HELMETS (AND FULL-CAGES)
Hockey helmets, as you can imagine, are the most important piece of protective equipment you can purchase. So it goes without saying that while you can manage oversized shin pads or undersized shoulder pads, if your helmet doesn’t fit correctly, you are setting yourself up for a potentially traumatic injury.
That being said, it is most important to recognize that on the current retail scene, there is no “best” or “worst” helmet. There is only the helmet for the best fit for your head. This means that unless you have tried on and fitted a helmet, it is highly recommended that you do not purchase a helmet online or via catalog.
We recommend that all SPMHA players wear black helmets. This will ensure that your helmet matches the rest of your team and the SPMHA designated colors.
Price Range for Helmets
$60 to $299 for a helmet, $90 to $350 for a helmet with cage sold together, for a new, current model. While a late model helmet, or a helmet that is no longer in production, can be found new and be considered safe, it is highly recommended to avoid used helmets. Used helmets run the risk of decayed foams and stressed plastic that may not provide suitable protection.
Cheap Hockey Helmets vs High End Helmets
Helmets are basically dictated into two types: EPP (expanded polypropylene), and VN (Dual-density vinyl nitrile).
EPP foam is a harder, typically black foam, which you may know from bicycle helmets. It often looks like Styrofoam, with visible cells. Because of the rigidity, it is typically lined with softer foam, meant to more cradle the head and create a more snug fit. This type of foam is usually found in the higher price point helmets ranging from $100 – $200. These are typically more expensive helmets than their VN counterparts and will have more options for adjusting and fit.
VN helmets are lined with a softer foam, that can be pushed or pinched and visibly indented momentarily. This foam is typically tan, gray, or black, and is usually not accompanied by other types of foam. Helmets that utilize the VN foam are typically on the lower end of the price scale, usually $100 or less.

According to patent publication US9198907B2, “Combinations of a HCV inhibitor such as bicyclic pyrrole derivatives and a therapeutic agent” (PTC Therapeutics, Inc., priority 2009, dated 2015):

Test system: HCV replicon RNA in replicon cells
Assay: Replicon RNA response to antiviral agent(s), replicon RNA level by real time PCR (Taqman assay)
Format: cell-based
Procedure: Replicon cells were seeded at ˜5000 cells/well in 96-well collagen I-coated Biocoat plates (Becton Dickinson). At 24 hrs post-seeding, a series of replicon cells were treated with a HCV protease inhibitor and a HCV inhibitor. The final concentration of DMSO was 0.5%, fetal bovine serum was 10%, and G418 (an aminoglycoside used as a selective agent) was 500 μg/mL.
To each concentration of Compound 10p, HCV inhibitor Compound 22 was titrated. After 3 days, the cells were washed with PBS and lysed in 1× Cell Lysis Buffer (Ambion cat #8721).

Common wisdom seems to trend towards the idea that EPP helmets are more protective than VN, but there is no reliable data to support that. Because of the slight give in VN helmets, the helmet usually offers a tigher and more secure fit to the head, whereas an EPP helmet may have the tendency to have gaps and slipping if not a perfect fit.
Most Popular Brands for Hockey Helmets
The major brands in helmets are Bauer and CCM with Warrior being a distant 3rd. In recent years, outlier brands such as Cascade, Mission, Jofa, have been absorbed by the larger brands as well as bigger brands like Easton and Reebok. Mission recently re-debuted its helmet line, and although the brand is now primarily focused on roller hockey, it’s helmets are certified safe for ice hockey.
Will my Helmet Prevent Concussions?
To stem a common misconception, a hockey helmet’s primary purpose is to prevent a skull fracture, not a concussion. A skull fracture or other blunt impact can be dissipated across the shells and foams of a helmet, but a concussion occurs due to rotational forces. What this means is, if your head moves rapidly, such as in a whiplash situation, a concussion may occur even without any impact to the head. While helmet companies have dedicated themselves to creating helmets designed to prevent concussions, the results are not fully known or proven.
Another important point on helmets is that it is the only piece of equipment where the used market should not be considered a viable option. Ebay, Craigslist and Play it Again stores should not be pursued for a hockey helmet, as the certifications are often void on resale. This could be an issue if a head injury is sustained, which may negate the insurance of both the helmet manufacturer and the hockey governing body that offers insurance, such as USA Hockey.
How Should a Hockey Helmet Fit?
In a word, tight. While the style may be for a low hanging chin strap, this is dangerous. The Chin strap should be no more than the width of two fingers below the chin, to make sure the helmet does not come off during a fall, leaving the head and brain unprotected.